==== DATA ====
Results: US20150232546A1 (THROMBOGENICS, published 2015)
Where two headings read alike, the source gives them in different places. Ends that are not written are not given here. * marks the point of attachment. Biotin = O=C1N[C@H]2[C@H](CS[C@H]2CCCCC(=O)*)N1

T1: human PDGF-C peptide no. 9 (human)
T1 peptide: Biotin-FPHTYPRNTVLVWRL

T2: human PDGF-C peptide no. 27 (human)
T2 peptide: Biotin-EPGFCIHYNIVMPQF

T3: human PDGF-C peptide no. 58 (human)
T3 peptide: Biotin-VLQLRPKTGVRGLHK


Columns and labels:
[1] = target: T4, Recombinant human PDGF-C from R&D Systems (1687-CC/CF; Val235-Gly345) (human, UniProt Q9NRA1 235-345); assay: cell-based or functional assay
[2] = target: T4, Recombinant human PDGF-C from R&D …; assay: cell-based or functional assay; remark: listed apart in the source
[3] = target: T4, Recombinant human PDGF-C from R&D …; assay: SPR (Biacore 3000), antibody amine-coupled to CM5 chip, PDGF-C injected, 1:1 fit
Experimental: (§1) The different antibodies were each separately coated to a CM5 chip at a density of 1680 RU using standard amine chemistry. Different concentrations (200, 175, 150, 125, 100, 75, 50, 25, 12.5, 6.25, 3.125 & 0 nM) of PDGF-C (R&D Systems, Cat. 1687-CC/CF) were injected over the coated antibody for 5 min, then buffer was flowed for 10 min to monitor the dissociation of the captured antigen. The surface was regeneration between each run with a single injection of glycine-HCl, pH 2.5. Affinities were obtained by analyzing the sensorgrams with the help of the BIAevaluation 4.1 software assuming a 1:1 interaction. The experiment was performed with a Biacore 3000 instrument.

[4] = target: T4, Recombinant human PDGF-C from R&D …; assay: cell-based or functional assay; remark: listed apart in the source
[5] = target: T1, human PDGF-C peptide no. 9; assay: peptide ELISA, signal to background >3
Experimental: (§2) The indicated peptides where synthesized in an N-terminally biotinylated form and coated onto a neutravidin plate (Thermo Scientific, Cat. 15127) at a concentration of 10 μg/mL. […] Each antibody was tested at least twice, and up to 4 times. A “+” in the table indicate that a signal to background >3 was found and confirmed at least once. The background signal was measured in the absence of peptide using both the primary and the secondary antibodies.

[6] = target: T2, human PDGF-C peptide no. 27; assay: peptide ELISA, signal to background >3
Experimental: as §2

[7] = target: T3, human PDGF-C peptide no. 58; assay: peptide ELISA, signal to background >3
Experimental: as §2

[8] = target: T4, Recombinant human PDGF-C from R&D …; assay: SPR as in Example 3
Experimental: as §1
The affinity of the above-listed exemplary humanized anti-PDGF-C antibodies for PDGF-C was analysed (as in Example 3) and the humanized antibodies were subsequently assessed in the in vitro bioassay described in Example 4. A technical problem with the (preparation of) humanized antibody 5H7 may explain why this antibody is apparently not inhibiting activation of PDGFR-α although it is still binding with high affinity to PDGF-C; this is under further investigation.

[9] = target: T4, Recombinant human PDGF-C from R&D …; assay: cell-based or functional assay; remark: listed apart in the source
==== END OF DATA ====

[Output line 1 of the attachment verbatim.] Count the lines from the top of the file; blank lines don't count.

Results: US20150232546A1 (THROMBOGENICS, published 2015)